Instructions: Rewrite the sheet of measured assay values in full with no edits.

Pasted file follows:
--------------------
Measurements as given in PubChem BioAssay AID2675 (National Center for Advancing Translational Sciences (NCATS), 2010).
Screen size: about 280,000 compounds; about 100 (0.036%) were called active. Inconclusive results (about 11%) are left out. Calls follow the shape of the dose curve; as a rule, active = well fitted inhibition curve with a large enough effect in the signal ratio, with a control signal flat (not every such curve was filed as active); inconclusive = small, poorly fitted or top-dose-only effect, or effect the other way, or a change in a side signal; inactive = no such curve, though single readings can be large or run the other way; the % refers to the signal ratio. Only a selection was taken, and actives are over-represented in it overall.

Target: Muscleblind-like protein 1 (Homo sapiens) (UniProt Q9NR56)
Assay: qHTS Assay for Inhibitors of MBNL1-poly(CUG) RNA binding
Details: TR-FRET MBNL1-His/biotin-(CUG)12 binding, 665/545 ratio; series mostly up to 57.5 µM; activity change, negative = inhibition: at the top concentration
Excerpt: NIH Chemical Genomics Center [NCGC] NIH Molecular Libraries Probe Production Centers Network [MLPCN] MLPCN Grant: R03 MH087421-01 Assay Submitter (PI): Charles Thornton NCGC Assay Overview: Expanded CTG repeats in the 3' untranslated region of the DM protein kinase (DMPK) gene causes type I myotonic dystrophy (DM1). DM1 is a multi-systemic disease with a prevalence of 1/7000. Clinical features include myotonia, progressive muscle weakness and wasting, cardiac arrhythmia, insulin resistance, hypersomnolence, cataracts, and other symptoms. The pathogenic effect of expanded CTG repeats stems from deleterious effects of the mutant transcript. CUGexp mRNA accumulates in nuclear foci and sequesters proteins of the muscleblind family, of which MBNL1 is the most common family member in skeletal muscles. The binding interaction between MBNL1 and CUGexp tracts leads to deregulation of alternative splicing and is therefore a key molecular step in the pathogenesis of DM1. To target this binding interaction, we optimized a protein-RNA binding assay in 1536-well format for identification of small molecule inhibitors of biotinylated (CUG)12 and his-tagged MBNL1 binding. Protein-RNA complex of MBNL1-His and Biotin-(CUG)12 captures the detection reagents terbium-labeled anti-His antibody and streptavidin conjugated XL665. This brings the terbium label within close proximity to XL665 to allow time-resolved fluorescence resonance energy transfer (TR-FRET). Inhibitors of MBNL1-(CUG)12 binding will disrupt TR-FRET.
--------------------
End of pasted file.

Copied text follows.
Measurements as given in PubChem BioAssay AID2675 (National Center for Advancing Translational Sciences (NCATS), 2010).
Screen size: about 280,000 compounds; about 100 (0.036%) were called active. Inconclusive results (about 11%) are left out. Calls follow the shape of the dose curve; as a rule, active = well fitted inhibition curve with a large enough effect in the signal ratio, with a control signal flat (not every such curve was filed as active); inconclusive = small, poorly fitted or top-dose-only effect, or effect the other way, or a change in a side signal; inactive = no such curve, though single readings can be large or run the other way; the % refers to the signal ratio. Only a selection was taken, and actives are over-represented in it overall.

Target: Muscleblind-like protein 1 (Homo sapiens) (UniProt Q9NR56)
Assay: qHTS Assay for Inhibitors of MBNL1-poly(CUG) RNA binding
Details: TR-FRET MBNL1-His/biotin-(CUG)12 binding, 665/545 ratio; series mostly up to 57.5 µM; activity change, negative = inhibition: at the top concentration
Excerpt: NIH Chemical Genomics Center [NCGC] NIH Molecular Libraries Probe Production Centers Network [MLPCN] MLPCN Grant: R03 MH087421-01 Assay Submitter (PI): Charles Thornton NCGC Assay Overview: Expanded CTG repeats in the 3' untranslated region of the DM protein kinase (DMPK) gene causes type I myotonic dystrophy (DM1). DM1 is a multi-systemic disease with a prevalence of 1/7000. Clinical features include myotonia, progressive muscle weakness and wasting, cardiac arrhythmia, insulin resistance, hypersomnolence, cataracts, and other symptoms. The pathogenic effect of expanded CTG repeats stems from deleterious effects of the mutant transcript. CUGexp mRNA accumulates in nuclear foci and sequesters proteins of the muscleblind family, of which MBNL1 is the most common family member in skeletal muscles. The binding interaction between MBNL1 and CUGexp tracts leads to deregulation of alternative splicing and is therefore a key molecular step in the pathogenesis of DM1. To target this binding interaction, we optimized a protein-RNA binding assay in 1536-well format for identification of small molecule inhibitors of biotinylated (CUG)12 and his-tagged MBNL1 binding. Protein-RNA complex of MBNL1-His and Biotin-(CUG)12 captures the detection reagents terbium-labeled anti-His antibody and streptavidin conjugated XL665. This brings the terbium label within close proximity to XL665 to allow time-resolved fluorescence resonance energy transfer (TR-FRET). Inhibitors of MBNL1-(CUG)12 binding will disrupt TR-FRET.